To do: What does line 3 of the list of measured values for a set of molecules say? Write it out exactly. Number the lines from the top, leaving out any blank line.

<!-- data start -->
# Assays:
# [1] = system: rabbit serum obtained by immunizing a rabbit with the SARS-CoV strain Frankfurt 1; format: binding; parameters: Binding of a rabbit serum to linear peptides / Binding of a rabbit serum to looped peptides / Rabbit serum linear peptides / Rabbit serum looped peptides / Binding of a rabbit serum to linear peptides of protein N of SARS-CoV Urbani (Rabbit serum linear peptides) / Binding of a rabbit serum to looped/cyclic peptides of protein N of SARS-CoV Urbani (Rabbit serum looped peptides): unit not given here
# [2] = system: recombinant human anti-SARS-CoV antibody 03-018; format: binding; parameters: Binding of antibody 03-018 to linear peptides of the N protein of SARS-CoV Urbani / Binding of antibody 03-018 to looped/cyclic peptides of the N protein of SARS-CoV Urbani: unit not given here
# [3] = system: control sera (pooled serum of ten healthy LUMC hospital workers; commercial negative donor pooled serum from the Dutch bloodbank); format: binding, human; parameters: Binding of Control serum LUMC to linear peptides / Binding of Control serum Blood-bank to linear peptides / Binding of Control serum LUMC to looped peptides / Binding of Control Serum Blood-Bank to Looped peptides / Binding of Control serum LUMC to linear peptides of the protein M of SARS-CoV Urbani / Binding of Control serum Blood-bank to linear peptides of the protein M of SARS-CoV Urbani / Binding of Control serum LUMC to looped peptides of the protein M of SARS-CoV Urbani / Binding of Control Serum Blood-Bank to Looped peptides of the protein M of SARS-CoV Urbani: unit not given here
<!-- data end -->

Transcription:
# [2] = system: recombinant human anti-SARS-CoV antibody 03-018; format: binding; parameters: Binding of antibody 03-018 to linear peptides of the N protein of SARS-CoV Urbani / Binding of antibody 03-018 to looped/cyclic peptides of the N protein of SARS-CoV Urbani: unit not given here